Is Peel-and-Stick Wallpaper Actually Better? 2 Interior Designers Weigh In

Is Peel-and-Stick Wallpaper Actually Better? 2 Interior Designers Weigh In

Wallpaper, if you haven’t noticed, is having a moment (see herehere, and here, for example). And why not? Patterned paper can transform the entire vibe of your space, whether you add a single statement wall or deck out an entire room. These days, you also have options: You could go with traditional wallpaper—or you could try the new kid on the block, peel-and-stick wallpaper. It’s touted for being cheaper, easier to install (and remove), and just a bit trendier than its traditional counterpart.

We won’t beat around the bush—any type of wallpaper requires an investment of time and money, but is peel-and-stick the right choice for you? Read on for expert advice from interior designers who weigh the pros and cons.

The Pros and Cons of Peel-and-Stick Wallpaper

Industrial golden pendant light and black furniture in a dark living room interior with floral wallpaper and a gray couch
Wallpaper is having a moment—and for good reason.

(Getty Images)

Pro: Peel-and-stick wallpaper (usually) costs less.

As a general rule, traditional wallpaper is usually going to cost more than peel-and-stick, although, of course, it depends on what you buy. A double roll of this woodland-themed wallpaper, which covers just over 50 square feet, is on the low end at $39. On the other hand, this floral print from House of Hackney costs $325 for a single roll. On average, you’re looking at around $4 per square foot. Peel-and-stick options tend to cost a bit less, from around $1 per square foot for this dreamy, watercolor-like paper to $5 per square foot for this hand-drawn version from artist Keely Shaw for Chasing Paper.

Keep in mind that in either case, you may also need to buy some tools or hire someone to install it, which can add to the total cost (more on that below).

Con: Peel-and-stick wallpaper offers fewer choices.

According to Atlanta-based interior designer Selena Lewis of Selena Lewis Designs, not only is traditional more durable than most peel-and-stick options, you also have a lot more choices when it comes to design. That said, peel-and-stick wallpaper has been gaining momentum, with brands like Flavor PaperChasing Paper, and Spoon Flower offering options for both traditional and peel-and-stick.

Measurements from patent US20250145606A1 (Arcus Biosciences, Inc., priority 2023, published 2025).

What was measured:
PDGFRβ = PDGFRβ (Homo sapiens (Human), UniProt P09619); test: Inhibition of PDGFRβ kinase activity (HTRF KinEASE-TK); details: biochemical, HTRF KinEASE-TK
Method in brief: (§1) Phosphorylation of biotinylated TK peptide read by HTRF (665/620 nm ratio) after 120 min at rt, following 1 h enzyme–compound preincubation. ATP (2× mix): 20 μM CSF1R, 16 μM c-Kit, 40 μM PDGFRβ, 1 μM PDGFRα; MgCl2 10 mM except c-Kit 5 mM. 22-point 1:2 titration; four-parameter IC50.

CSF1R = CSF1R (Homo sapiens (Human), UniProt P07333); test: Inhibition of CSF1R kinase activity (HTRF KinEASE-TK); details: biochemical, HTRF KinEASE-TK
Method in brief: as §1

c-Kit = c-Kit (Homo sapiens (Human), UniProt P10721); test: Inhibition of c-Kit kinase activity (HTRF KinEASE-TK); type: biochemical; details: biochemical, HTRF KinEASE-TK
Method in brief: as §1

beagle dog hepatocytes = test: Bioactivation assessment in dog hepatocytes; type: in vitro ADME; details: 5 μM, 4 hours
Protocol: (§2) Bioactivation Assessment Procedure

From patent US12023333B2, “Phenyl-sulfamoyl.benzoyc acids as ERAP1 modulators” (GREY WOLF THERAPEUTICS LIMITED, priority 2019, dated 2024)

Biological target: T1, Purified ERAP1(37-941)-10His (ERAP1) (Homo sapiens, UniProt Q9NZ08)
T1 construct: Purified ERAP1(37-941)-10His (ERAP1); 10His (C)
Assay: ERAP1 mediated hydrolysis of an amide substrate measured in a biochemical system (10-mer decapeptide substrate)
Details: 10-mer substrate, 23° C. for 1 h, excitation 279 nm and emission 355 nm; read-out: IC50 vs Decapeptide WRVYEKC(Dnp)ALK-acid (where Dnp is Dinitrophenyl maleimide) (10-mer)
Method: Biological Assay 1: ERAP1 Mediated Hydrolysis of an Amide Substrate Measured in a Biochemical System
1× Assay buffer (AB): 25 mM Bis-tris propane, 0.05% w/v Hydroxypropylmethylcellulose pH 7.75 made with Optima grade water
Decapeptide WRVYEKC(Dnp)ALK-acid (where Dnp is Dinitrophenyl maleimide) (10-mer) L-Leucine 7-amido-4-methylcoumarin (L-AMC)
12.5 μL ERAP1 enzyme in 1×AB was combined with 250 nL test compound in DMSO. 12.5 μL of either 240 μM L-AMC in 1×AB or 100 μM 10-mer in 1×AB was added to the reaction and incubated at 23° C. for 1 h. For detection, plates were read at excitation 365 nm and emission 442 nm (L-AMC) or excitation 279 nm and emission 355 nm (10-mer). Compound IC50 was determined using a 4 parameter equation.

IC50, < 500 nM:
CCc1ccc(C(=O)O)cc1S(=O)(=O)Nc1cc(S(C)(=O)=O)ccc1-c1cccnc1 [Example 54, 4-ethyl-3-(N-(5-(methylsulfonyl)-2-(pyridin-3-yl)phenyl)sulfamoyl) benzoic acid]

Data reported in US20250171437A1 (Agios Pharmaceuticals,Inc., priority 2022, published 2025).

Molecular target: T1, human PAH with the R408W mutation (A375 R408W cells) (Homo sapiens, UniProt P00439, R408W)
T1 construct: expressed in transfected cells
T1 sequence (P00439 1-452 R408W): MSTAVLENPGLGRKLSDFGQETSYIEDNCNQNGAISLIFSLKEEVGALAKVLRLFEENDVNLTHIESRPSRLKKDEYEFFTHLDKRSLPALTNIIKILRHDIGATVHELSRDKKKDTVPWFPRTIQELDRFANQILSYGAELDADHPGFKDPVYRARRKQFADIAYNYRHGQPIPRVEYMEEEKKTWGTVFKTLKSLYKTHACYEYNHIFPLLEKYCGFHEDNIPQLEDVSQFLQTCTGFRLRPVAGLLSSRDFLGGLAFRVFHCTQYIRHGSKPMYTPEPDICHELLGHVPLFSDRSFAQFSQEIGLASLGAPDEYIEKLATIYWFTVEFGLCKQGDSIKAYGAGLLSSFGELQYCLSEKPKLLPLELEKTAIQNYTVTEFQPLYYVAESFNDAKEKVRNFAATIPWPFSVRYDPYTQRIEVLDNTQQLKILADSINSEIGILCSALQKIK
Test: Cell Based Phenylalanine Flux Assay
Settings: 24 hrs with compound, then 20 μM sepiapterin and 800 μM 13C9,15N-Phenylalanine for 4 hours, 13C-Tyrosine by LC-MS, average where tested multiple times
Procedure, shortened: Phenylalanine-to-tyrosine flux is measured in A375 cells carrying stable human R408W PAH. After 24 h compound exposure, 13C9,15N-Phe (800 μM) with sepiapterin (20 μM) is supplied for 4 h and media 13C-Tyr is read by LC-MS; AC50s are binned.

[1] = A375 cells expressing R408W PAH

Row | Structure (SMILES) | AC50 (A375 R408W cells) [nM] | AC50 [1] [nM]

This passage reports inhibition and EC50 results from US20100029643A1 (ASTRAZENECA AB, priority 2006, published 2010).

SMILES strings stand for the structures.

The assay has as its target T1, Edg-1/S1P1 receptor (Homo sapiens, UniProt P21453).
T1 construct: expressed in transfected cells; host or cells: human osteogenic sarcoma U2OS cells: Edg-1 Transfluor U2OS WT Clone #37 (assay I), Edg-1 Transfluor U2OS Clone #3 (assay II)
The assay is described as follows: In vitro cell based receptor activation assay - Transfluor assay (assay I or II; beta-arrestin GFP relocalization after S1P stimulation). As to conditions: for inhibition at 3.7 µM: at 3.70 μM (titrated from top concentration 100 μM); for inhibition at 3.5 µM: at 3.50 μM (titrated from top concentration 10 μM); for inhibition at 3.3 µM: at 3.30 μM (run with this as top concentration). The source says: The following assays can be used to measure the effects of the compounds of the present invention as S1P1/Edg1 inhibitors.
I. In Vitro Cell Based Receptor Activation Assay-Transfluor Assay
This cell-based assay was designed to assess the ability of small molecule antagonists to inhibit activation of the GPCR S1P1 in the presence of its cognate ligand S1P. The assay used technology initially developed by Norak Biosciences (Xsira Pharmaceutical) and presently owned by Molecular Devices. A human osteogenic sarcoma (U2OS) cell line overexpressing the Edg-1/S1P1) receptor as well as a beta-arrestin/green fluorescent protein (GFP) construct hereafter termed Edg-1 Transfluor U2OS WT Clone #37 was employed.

Elegant luxury living room with gray sofa and decoration on hardwood floor in front of pale blue wooden panel wall background with copy space. 3D rendered image.
Modern wallpaper offerings come in styles ranging from understated and minimalist to bold, geometric patterns.

(Getty Images)

Pro: Peel-and-stick wallpaper is slightly easier to install.

Bad news: Neither standard wallpaper nor peel-and-stick are especially easy to install. Traditional wallcoverings can get really laborious, requiring plenty of prep (think spreading adhesive all over the walls before you trim the paper down to size and install it). Depending on your level of DIY experience, you may prefer to rely on a pro for this (better to get it right the first time).

Peel-and-stick is often touted as an easier option, and many people feel comfortable installing it on their own, but you’ll need to be pretty good at DIY (and pretty patient) to make it work. “Peel and stick is difficult to install as you have no margin to move the paper around, and the bubbles can reappear weeks and months later, requiring maintenance,” says Lewis.

Con: Peel-and-stick wallpaper could damage your walls.

If you live in a rental or you just want to add a less-permanent statement to your space, peel-and-stick wallpaper may seem like a better option because it’s technically removable. Beware, though: Interior designer Moriah Frantz says peel-and-stick often damages people’s walls when they remove it. So be sure to loop in your landlord if you’re considering adding wallpaper to your space.

On the other hand, traditional wallpaper is easier to remove than you think. “In today’s world of wallpaper, most are strippable, meaning they peel right off the wall with a little water,” says Lewis. “Walls end up clean and most of the time with minimal damage, if any at all.”

The bottom line

If you’re new to wallpaper and looking for an option that’s less of an investment, peel-and-stick is a more affordable way to try out this comeback trend. But don’t be surprised if it’s not as easy to install as its name implies, and, if you’re renting, make sure to test a sample out on your walls to see how easily it comes off.


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